Editor’s note: This is Bishop Douglas J. Lucia’s homily for the priesthood ordination of James Vincent Buttner on June 3, 2023.

“The Spirit of the Lord God is upon me, because the Lord has anointed me; he has sent me to bring good news …” (Is. 61:1).

Dear Sisters and Brothers in the Lord:

We have gathered in this cathedral church for the conferral of a Sacrament; in fact, a Sacrament of Service — the Holy Order of Priests. Indeed, the entire holy People of God is made a royal priesthood in Christ. Nevertheless, as the Letter to the Hebrews reminds you and me this morning — our great High Priest, Jesus Christ, chose certain of his disciples to exercise in his name, on behalf of the human race, a public priestly office in the Church. For Christ, who was sent from the Father, himself in turn sent the Apostles into the world, that through them and their successors — the Order of Bishops — he might exercise without ceasing his own office of Teacher, Priest and Shepherd. Moreover, Priests are established as co-workers of the Bishops with whom they are joined in priestly office and with whom they are called to the service of the People of God.

Today, James Vincent Buttner, is to be ordained to the Priesthood in the Order of the Presbyterate and offer his life as an outward and consecratory sign — in service of Christ and His Church — in order to preach the Gospel, shepherd God’s people and celebrate divine worship, especially in the Lord’s Sacrifice — the Holy Sacrifice of the Mass. As our mother Mary inquired when God’s messenger solicited her to be the mother of the Savior, “How can this be?” — I am sure James and even his family and friends might be pondering this same question, “How can this be?” Yet, we recall the angel Gabriel’s response to Mary: “The Holy Spirit will come upon you; and the power of the Most High will overshadow …” (Lk 1:35). In other words, it is God’s doing; just like the Pentecost event that we recalled on Sunday!

At yesterday’s luncheon prior to rehearsal, some of the seminarians were bantering about some of the big words they learned this year. Interestingly, one of those used, was the Greek word “parresia.” What is significant about this particular word is that it is used in the Acts of the Apostles to describe the way in which the apostles began to proceed after the Holy Spirit had transformed them. As scholars note, it is hard to translate that word into English. It includes the meanings of courage, conviction, forcefulness and even boldness. Nevertheless, as in Mary’s Annunciation, we see Apostles who had locked themselves away now showing no hesitation or doubt about their mission and the direction towards which they were to direct their lives!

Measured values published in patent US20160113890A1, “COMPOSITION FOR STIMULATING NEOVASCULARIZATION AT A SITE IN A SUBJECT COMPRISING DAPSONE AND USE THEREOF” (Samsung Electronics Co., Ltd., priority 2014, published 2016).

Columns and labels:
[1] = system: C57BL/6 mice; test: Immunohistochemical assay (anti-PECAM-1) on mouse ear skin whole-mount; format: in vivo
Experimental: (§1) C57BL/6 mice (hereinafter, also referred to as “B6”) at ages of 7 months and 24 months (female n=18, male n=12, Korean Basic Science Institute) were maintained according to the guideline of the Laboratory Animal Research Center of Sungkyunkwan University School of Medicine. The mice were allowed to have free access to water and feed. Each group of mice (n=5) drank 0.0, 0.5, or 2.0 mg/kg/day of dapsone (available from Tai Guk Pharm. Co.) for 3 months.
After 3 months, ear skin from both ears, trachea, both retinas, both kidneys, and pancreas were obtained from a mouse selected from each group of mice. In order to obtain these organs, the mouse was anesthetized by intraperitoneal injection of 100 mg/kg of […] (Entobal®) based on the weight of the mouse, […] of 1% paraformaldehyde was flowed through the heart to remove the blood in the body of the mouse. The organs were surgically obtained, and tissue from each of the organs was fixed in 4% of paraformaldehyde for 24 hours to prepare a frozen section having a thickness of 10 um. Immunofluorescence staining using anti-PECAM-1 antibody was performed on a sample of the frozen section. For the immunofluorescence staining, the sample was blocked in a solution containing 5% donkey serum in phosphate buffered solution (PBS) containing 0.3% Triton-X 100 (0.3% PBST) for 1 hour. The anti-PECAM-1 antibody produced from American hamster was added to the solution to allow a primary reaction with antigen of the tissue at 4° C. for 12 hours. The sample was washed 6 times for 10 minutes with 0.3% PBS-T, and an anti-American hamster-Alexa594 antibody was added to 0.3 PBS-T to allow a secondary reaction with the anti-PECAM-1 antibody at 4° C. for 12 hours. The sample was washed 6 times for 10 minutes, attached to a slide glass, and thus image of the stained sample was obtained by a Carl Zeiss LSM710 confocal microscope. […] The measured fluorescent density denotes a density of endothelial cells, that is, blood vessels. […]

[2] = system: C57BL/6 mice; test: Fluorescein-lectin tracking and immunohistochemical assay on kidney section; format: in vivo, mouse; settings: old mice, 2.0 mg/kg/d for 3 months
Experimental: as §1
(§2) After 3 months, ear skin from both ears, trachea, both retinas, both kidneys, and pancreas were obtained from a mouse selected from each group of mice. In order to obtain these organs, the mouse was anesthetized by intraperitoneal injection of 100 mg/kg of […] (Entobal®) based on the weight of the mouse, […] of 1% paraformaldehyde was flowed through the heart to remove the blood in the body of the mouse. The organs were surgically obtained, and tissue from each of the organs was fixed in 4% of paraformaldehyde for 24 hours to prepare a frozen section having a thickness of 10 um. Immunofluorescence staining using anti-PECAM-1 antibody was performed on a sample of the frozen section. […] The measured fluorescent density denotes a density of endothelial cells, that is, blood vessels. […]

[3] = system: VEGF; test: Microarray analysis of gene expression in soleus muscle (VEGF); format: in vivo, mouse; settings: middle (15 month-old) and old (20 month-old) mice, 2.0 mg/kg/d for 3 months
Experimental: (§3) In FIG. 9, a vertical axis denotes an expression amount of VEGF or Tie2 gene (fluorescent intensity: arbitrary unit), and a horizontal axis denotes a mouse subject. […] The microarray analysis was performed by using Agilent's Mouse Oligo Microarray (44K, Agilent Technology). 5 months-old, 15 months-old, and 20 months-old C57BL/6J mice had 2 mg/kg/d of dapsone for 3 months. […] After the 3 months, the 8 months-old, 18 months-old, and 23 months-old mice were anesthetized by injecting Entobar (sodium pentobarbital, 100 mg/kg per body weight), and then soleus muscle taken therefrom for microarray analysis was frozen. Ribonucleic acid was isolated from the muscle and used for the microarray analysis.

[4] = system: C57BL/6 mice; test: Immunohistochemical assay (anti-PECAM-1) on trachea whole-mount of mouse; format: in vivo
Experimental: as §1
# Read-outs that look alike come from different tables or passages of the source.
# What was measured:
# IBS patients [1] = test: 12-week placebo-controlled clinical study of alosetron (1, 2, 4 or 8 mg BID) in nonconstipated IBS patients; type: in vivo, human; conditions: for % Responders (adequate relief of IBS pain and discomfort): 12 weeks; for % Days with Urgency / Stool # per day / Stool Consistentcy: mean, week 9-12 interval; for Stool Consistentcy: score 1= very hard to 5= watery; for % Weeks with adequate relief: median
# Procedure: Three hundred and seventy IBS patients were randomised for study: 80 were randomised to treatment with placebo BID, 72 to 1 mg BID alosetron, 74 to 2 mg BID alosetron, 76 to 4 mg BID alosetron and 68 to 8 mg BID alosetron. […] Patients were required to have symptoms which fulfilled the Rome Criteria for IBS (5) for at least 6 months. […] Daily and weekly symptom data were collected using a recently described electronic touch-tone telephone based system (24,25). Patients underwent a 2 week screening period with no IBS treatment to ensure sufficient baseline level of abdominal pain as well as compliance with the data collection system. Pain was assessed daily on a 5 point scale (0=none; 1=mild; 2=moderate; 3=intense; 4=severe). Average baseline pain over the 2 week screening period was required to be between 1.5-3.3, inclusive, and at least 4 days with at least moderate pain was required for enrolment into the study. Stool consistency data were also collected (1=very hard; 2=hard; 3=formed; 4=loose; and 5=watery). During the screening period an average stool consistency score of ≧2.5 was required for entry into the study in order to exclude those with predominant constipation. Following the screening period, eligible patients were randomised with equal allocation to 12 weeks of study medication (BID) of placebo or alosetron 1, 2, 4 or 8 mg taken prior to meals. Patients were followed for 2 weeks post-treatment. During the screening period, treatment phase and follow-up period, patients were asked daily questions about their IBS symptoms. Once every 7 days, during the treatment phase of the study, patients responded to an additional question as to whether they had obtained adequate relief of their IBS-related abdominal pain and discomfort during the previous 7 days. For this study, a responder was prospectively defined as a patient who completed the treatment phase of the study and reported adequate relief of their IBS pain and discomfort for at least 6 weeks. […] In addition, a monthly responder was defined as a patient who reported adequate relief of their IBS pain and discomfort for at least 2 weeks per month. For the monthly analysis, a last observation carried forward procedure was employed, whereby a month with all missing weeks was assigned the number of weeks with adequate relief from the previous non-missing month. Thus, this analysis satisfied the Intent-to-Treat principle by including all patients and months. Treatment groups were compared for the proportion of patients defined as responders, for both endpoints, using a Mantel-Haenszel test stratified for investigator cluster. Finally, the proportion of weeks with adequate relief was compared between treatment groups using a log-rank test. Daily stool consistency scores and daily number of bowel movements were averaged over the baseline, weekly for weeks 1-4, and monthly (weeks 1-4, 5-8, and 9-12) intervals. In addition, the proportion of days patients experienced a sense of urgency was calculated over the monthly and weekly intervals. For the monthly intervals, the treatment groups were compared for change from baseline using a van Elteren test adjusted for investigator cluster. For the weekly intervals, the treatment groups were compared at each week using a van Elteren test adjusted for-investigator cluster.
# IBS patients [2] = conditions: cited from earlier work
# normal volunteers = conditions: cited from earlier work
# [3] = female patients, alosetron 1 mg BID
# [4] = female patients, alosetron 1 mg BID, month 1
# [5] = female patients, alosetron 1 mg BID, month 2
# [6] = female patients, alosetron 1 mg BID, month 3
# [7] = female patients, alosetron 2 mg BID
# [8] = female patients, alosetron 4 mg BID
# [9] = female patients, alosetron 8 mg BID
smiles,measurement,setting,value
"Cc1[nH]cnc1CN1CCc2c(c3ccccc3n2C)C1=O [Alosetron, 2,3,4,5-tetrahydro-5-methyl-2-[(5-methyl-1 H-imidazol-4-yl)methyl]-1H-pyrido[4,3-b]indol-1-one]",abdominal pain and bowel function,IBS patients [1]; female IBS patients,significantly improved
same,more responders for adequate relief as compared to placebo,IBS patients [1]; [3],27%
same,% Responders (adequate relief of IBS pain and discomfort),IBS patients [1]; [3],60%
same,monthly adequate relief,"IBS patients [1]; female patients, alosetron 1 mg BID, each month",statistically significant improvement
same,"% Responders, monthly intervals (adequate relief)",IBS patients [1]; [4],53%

In preparation for today’s ordination, I found myself doing some spiritual reading I have been wanting to accomplish for a while. It is a book written in 2021 by the Archbishop-emeritus of New Orleans, Alfred Hughes, and it is titled, “Priests in Love with God and Eager to Witness to the Gospel”. I started it on Monday and finished its 17 chapters by Wednesday. I really did not want to put it down once I started reading from its first chapter dedicated to “Stumbling Apostles become Spirit-filled Apostles” to its seventeenth chapter focused on “Priests on Fire with the Gospel.” However, it was in the third chapter dedicated to St. John Chrysostom that I found an image that would accompany me for the remainder of my reading and in my prayer: “The priest was the crucible in which the struggle for salvation and sanctification of souls had to take place” (Page 29 of 173).

Brothers and sisters, when one speaks of a crucible in biblical times, it is a “melting pot, probably made of pottery, that can resist great heat, used to refine metals like silver and gold.” My brother James, St. Paul in his Second Letter to the Corinthians, 4:7-12, illustrates for us what this means for one called to discipleship and indeed the ordained priesthood:

7 But we hold this treasure in earthen vessels, that the surpassing power may be of God and not from us.

8 We are afflicted in every way, but not constrained; perplexed, but not driven to despair;

9 persecuted, but not abandoned; struck down, but not destroyed;

10 Always carrying about in the body the dying of Jesus, so that the life of Jesus may also be manifested in our body.